It’s not a big school – not quite 60 students, grades 6-12. And maybe you wouldn’t expect it to be – offering, as it does, required classes in Latin and Greek, with a heavy emphasis on Shakespeare and Homer, taught by teachers in the traditional Socratic method … questions asked, students engaged, minds and imaginations stirred to life.
No, The Lyceum, situated in a suburb of Cleveland, isn’t for everybody.
Yet its few dozen students, pursuing a classical education that both builds on and informs their traditional Catholic faith, can’t imagine going anywhere else. They like the early morning worship, the small teacher-student ratio, the kinship of other young people who share their religious convictions and commitment to excellence. And they know the rigorous academic demands and moral standards of their school will more than prepare them for the coming challenges of college life.
But the ideals and traditions that The Lyceum embodies seem to be Greek to the city officials of South Euclid, who have passed an ordinance that may well require the little Catholic school to hire people who don’t agree with Catholic theology, or hold to the biblical definition of marriage as the union of one man and one woman.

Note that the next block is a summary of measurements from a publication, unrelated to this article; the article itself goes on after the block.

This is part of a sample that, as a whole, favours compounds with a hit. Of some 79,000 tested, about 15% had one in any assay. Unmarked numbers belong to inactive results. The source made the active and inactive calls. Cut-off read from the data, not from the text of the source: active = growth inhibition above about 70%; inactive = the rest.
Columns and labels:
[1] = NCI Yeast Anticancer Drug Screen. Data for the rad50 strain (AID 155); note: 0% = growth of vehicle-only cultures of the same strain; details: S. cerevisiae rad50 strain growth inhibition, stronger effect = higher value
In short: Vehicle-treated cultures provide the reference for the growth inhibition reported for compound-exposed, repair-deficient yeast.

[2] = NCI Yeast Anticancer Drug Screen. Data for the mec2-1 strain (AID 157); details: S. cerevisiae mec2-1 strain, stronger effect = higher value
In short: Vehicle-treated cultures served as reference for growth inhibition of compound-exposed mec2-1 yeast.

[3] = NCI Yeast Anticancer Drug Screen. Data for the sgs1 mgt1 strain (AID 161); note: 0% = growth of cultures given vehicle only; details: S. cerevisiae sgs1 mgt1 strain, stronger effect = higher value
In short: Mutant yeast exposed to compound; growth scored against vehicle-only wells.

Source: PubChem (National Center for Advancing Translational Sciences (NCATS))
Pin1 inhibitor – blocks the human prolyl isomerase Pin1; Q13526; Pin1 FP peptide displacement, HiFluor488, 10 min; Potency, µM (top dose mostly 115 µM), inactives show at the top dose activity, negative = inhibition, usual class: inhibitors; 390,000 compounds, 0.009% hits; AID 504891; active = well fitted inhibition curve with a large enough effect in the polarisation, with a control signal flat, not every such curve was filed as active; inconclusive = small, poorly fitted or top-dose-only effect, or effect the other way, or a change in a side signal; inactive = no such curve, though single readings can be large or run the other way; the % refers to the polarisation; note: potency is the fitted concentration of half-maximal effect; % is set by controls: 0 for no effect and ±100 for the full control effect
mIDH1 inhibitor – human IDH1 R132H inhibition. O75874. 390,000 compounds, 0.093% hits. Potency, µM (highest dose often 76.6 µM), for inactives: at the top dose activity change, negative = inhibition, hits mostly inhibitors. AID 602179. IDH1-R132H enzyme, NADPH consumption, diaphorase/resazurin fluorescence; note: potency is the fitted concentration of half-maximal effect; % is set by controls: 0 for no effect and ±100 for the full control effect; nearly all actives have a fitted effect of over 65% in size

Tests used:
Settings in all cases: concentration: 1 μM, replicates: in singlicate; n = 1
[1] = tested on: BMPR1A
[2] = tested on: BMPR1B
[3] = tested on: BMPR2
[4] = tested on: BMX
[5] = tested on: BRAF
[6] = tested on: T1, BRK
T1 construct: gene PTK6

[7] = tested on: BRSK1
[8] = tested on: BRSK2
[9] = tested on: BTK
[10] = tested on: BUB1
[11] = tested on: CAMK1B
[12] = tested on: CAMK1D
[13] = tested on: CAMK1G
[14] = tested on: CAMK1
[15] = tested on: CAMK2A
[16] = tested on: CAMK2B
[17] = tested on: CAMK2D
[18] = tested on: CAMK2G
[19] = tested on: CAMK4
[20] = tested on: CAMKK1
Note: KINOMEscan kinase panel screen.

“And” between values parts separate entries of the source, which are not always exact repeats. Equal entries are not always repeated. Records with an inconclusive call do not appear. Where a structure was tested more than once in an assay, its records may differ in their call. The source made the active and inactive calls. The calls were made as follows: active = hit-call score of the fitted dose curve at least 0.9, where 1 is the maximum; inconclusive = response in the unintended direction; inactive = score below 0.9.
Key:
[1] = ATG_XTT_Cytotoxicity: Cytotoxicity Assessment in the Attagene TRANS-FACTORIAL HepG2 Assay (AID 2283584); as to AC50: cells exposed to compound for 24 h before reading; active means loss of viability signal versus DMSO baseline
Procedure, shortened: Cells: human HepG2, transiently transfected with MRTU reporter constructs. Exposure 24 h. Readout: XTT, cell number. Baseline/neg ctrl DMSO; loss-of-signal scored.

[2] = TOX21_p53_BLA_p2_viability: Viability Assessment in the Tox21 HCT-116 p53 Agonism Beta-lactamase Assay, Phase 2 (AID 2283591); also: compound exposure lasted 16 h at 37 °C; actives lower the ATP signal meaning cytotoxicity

If Lyceum administrators decline to obey that ordinance, they could face penalties of up to $500 in fines, or even 60 days in jail. For each violation. And every proposal to include a religious exemption in the new law has been pushed aside.
The idea for the bill came from the activist organization Equality Ohio. They nudged the ordinance along, encouraging city officials to vote for it without really studying its ominous implications.
City leaders seemed eager to comply. “We ought to pass this ordinance,” the then-president of the city council said. “We can find out what it means later.”
Lyceum administrators and many others in the community wanted to discuss all of this with the city, and learn once and for all if the ordinance really will be applied to religious schools and organizations. But officials have ignored every request for clarification.
So The Lyceum’s leaders have enlisted Alliance Defending Freedom (ADF) to file a federal suit challenging the law.
You can learn more about this story – and what makes this remarkable school so special to its students and their families – in the latest issue of Faith & Justice.
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